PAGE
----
Doubly devastated. I continued with my next novel, though. For me, it was a litmus test. If this one didn't sell, maybe I wasn't cut out to be a novelist. Maybe getting an agent was a fluke. I threw everything into this book, The Clockwork Dagger, and spent months doing intense edits with my agent before she deemed it ready to submit to editors. At that point, I was ready to have a nervous breakdown. It didn't help that my beloved cat was diagnosed with cancer and quickly dying. I tried to focus on him and ignore that whole "on submission" thing completely. My cat died. I mourned. My agent was quiet. I was thankful for that. I couldn't have taken the inevitable bad news.
Months passed. I wanted to talk to my agent about starting another book. I needed a new project to keep me busy. We arranged the phone call, exchanged pleasantries, then she said, "I've had a little news about The Clockwork Dagger..." We had an offer. It was for an ebook only. No advance. But it was something. Most importantly, my agent could now contact other editors with a 'hey, this project has an offer, can you get back to me?' query, which looks a whole lot more appealing. About a week later, she called me again. We had a second offer! This one was also ebook-only, but with a larger publisher. The overall offer was much better.
My dream was to have a book in print, though. My agent told me to hold on because several editors still had my book and were intrigued. At this point, I was ready to explode any time the phone rang. A few more weeks passed. We were at the point where we had to respond to the existing offers. That's when my agent called again with the big news: Harper Collins Voyager wanted my book. Print, ebook, the whole shebang. Worldwide rights. Two book deal.
My husband was right there with me. He held me as I cried, the phone pressed to my ear. Those two books in my initial deal are now out: The Clockwork Dagger and The Clockwork Crown. I have a new book deal with Harper Voyager for an entirely new steampunk fantasy series to start next year. Right now I am finishing up smaller works set in my Clockwork Dagger world. This latest is a novella set after the events of The Clockwork Crown.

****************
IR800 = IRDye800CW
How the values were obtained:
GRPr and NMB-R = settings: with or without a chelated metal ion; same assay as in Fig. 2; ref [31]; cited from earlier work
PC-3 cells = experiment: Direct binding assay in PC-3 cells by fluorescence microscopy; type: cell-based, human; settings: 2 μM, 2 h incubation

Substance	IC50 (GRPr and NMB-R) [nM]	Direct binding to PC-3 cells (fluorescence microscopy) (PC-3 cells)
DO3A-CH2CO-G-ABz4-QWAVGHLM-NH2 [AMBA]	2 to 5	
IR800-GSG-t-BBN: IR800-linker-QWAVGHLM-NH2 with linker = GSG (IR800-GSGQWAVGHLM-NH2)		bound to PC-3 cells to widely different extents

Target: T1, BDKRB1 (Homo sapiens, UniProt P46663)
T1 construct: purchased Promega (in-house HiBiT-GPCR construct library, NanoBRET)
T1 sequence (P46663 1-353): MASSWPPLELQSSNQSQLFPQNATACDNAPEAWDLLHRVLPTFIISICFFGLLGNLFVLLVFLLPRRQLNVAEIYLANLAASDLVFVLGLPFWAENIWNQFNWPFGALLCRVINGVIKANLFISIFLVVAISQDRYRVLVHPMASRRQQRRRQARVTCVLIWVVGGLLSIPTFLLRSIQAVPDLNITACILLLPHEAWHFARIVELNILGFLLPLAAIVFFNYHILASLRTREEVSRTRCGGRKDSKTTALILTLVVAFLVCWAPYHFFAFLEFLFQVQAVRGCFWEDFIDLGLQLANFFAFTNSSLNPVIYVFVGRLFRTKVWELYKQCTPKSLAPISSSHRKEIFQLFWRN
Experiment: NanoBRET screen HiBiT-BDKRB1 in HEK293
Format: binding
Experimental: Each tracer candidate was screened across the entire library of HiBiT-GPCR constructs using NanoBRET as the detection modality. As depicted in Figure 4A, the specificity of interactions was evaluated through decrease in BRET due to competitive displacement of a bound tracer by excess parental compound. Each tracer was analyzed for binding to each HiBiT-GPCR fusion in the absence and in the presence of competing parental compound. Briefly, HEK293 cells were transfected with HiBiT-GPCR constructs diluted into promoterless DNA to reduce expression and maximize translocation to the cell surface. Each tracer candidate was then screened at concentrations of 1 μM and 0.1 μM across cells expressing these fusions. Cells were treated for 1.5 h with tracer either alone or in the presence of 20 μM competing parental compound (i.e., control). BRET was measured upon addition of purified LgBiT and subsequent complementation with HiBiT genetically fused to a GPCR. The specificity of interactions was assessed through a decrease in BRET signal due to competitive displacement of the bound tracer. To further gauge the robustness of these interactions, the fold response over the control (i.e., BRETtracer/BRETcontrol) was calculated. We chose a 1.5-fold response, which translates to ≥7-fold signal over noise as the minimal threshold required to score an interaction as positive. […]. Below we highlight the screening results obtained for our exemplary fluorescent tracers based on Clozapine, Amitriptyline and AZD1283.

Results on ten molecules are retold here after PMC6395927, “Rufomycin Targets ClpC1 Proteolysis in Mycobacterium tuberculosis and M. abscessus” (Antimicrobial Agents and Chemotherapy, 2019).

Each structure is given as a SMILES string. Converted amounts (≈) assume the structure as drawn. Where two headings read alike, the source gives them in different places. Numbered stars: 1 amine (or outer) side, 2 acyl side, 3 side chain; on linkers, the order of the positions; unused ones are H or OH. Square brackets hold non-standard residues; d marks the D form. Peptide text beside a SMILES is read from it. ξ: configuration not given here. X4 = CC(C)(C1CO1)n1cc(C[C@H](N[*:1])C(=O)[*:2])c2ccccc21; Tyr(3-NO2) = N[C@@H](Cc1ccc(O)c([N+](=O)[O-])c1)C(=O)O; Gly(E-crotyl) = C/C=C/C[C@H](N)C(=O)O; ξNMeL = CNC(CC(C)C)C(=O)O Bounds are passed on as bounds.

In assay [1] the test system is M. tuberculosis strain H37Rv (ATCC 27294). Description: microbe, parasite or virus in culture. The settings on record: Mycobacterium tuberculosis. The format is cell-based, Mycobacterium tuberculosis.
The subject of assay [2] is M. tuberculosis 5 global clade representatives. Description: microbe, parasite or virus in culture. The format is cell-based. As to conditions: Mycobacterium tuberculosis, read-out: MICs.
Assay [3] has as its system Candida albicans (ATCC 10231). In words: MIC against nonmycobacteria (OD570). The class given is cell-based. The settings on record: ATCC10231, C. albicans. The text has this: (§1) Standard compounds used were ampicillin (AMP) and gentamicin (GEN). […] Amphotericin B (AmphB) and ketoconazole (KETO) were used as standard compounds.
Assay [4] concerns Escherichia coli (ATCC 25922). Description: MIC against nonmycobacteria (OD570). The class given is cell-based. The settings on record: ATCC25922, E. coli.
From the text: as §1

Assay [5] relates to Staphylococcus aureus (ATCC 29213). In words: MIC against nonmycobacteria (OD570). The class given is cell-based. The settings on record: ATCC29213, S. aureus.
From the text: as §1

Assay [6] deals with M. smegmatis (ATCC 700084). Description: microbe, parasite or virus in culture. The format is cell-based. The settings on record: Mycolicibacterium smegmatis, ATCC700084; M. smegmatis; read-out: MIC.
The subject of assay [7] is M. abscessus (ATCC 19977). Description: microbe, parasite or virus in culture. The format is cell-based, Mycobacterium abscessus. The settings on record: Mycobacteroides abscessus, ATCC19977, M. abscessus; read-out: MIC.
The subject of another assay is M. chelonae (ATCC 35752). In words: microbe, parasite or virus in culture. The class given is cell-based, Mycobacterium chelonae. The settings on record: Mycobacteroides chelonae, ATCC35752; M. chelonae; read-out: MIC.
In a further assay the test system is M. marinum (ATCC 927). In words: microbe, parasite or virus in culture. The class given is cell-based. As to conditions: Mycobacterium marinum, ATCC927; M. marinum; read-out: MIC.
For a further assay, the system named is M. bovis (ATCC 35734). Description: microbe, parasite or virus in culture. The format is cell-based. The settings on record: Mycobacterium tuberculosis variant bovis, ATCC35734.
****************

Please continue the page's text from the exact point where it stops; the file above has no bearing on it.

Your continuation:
You can find out more about "Wings of Sorrow and Bone" just below. It's a story of girl power and gremlins in a steampunk fantasy world. It feels good to see it published. It feels good to still be writing books, period. There are still lots of lows that come with publishing, but at this point, I'm pretty sure my publications aren't a mere fluke.
Wings of Sorrow and Bone: A Clockwork Dagger Novella
After being rescued by Octavia Leander from the slums of Caskentia, Rivka Stout is adjusting to her new life in Tamarania. But it’s hard for a blossoming machinist like herself to fit in with proper society, and she’d much rather be tinkering with her tools than at a hoity-toity party any day. When Rivka stumbles into a laboratory run by the powerful Balthazar Cody, she also discovers a sinister plot involving chimera gremlins and the violent Arena game Warriors. The innocent creatures will end up hurt, or worse, if Rivka doesn’t find a way to stop Mr. Cody. And to do that means she will have to rely on some unexpected new friends. 99-cents
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Beth Cato hails from Hanford, California, but currently writes and bakes cookies in a lair west of Phoenix, Arizona. She shares the household with a hockey-loving husband, a numbers-obsessed son, and a cat the size of a canned ham. She's the author of THE CLOCKWORK DAGGER (a 2015 Locus Award finalist for First Novel) and THE CLOCKWORK CROWN from Harper Voyager.Site: http://www.bethcato.com